the  image.  The header must contain exactly one of these header
              lines.

       TUPLTYPE
              The header  may  contain  any  number  of  these  header  lines,
              including zero.  The rest of the line is part of the tuple type.
              The rest of the line is not tokenized, but the tuple  type  does
              not include any white space immediately following TUPLTYPE or at
              the very end of the line.  It does not include  a  newline.   If
              there  are multiple TUPLTYPE header lines, the tuple type is the
              concatenation of the values from each of them,  separated  by  a
              single  blank,  in the order in which they appear in the header.
              If there are no TUPLETYPE header lines the  tuple  type  is  the
              null string.

       The  raster  consists  of  each  row of the image, in order from top to
       bottom, consecutive with no delimiter of any kind between,  before,  or
       after, rows.

       Each  row  consists  of  every  tuple in the row, in order from left to
       right, consecutive with no delimiter of any kind  between,  before,  or
       after, tuples.

       Each tuple consists of every sample in the tuple, in order, consecutive
       with no delimiter of any kind between, before, or after, samples.

       Each sample consists of an unsigned integer in pure binary format, with
       the  most  significant  byte first.  The number of bytes is the minimum
       number of bytes required to represent the maxval of the image.

   PAM Used For PNM (PBM, PGM, or PPM) Images
       A common use of PAM images is to represent the older and more  concrete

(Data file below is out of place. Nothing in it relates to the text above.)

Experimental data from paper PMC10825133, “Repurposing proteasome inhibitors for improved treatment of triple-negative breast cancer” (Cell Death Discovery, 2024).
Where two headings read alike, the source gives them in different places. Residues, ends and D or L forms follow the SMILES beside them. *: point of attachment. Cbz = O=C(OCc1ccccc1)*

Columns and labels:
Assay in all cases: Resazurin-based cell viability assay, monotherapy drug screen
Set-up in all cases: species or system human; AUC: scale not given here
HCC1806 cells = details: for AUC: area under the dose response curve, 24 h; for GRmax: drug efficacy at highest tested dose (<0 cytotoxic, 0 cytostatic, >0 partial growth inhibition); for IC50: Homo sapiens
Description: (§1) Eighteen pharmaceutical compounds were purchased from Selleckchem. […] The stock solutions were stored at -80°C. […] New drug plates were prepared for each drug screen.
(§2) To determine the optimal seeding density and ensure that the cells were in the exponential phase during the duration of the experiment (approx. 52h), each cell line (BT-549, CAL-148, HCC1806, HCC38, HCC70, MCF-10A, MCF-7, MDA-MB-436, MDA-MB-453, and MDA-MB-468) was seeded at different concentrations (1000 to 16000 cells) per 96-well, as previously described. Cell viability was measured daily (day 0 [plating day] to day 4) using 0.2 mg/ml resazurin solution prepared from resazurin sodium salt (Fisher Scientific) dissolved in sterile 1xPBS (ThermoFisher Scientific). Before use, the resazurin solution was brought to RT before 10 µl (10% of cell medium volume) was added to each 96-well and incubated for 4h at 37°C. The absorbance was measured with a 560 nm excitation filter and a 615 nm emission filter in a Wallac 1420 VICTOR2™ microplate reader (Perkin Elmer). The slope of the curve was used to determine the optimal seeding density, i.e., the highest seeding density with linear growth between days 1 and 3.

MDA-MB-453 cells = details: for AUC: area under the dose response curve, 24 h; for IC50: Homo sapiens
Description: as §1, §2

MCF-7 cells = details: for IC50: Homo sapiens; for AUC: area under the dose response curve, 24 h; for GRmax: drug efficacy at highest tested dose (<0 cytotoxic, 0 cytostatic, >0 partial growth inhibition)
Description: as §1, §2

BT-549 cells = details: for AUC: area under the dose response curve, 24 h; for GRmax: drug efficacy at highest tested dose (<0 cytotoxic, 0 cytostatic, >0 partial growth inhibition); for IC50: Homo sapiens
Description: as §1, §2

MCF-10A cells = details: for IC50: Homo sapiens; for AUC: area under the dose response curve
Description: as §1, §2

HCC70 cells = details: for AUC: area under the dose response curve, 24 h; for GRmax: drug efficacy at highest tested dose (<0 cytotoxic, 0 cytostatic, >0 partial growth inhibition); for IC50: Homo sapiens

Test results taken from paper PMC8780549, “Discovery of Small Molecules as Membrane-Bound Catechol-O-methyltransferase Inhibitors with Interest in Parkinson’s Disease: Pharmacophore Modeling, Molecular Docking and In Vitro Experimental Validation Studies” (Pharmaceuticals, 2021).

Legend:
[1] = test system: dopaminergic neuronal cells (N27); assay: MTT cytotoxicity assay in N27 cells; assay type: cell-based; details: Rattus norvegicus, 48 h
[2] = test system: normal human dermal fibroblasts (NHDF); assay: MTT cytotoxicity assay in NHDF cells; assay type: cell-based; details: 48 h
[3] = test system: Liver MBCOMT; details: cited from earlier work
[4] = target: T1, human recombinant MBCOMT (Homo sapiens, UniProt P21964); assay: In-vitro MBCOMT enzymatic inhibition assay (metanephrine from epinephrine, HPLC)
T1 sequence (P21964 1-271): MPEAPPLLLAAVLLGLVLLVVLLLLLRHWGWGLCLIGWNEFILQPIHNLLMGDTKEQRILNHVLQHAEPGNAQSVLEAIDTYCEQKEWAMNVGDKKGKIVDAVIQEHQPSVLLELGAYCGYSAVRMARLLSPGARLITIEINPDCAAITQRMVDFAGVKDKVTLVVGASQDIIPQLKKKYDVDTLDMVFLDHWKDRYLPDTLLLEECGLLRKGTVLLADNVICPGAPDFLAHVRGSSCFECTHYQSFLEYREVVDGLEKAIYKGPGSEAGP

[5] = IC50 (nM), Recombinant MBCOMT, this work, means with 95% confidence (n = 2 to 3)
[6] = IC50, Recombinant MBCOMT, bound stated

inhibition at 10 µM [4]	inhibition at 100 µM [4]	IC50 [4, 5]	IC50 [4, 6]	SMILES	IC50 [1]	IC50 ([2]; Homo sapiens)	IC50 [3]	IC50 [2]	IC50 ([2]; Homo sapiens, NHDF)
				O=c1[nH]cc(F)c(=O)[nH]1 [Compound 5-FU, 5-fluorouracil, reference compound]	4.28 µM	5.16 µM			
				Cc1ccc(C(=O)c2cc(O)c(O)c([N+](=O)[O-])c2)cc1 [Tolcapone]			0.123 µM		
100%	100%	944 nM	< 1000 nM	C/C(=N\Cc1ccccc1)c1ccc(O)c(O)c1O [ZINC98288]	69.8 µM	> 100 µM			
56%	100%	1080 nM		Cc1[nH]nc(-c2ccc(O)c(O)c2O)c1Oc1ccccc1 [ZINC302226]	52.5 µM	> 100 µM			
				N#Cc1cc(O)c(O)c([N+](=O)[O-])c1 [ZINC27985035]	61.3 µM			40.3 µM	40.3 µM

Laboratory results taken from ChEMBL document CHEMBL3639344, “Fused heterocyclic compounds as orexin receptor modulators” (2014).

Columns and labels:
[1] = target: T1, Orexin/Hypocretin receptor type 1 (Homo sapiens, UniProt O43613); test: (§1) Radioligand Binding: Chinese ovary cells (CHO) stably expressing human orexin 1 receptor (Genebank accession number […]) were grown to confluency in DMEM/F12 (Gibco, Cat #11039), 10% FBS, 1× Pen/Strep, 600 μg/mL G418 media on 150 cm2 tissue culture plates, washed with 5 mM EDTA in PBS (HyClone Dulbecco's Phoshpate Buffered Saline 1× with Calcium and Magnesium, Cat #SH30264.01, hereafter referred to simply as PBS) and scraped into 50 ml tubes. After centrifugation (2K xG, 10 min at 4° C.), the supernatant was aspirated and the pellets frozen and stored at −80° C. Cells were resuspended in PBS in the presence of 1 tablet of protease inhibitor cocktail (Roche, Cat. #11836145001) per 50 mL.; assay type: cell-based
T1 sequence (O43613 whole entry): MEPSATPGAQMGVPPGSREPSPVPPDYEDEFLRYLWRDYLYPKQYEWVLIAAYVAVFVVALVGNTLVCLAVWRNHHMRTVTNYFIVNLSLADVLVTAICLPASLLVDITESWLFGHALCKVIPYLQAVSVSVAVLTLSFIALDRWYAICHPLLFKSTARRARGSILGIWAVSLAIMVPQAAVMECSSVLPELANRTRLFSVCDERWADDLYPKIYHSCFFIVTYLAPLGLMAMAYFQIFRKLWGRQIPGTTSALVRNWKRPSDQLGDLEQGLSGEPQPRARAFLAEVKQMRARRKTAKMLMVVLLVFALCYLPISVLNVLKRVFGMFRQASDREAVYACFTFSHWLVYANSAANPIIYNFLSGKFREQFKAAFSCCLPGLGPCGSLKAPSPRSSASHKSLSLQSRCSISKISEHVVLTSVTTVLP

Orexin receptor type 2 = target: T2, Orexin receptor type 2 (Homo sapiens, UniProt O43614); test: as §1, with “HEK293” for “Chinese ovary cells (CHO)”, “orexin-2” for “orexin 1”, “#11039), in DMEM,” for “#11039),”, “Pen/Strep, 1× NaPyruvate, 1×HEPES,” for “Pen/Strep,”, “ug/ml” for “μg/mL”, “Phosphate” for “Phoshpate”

PBM, PGM, and PPM images.

       A  PBM  image  is  conventionally represented as a PAM image of depth 1
       with maxval 1 where the one sample in each tuple is 0  to  represent  a
       black  pixel  and  1  to represent a white one.  The height, width, and
       raster bear the obvious relationship to those of the  PBM  image.   The
       tuple  type  for PBM images represented as PAM images is conventionally
       "BLACKANDWHITE".

       A PGM image is conventionally represented as a PAM image  of  depth  1.
       The  maxval, height, width, and raster bear the obvious relationship to
       those of the PGM image.  The tuple type for PGM images  represented  as
       PAM images is conventionally "GRAYSCALE".

       A  PPM  image  is conventionally represented as a PAM image of depth 3.
       The maxval, height, width, and raster bear the obvious relationship  to
       those  of  the  PPM  image.  The first plane represents red, the second
       green, and the third blue.  The tuple type for PPM  images  represented
       as PAM images is conventionally "RGB".

   The Confusing Universe of Netpbm Formats
       It  is  easy  to  get  confused  about the relationship between the PAM
       format and PBM, PGM, PPM, and PNM.  Here is a little enlightenment:

       "PNM" is not really a format.  It is a shorthand for the PBM, PGM,  and
       PPM  formats  collectively.   It is also the name of a group of library
       functions that can each handle all three of those formats.

       "PAM" is in fact a fourth format.  But it is so general  that  you  can
       represent the same information in a PAM image as you can in a PBM, PGM,
       or PPM image.  And in fact a program that is designed to read PBM, PGM,
       or  PPM  and  does so with a recent version of the Netpbm library, will
       read an equivalent PAM image just fine and the program will never  know
       the difference.

       To  confuse  things  more,  there  is  a collection of library routines
       called the "pam" functions that read and write the PAM format, but also
       read and write the PBM, PGM, and PPM formats.  They do this because the
       latter formats are much older  and  more  popular,  so  this  makes  it
       convenient to write programs that use the newer PAM format.

SEE ALSO

       pbm(5), pgm(5), ppm(5), pnm(5), libpnm(3)

                                 31 July 2000                           pam(5)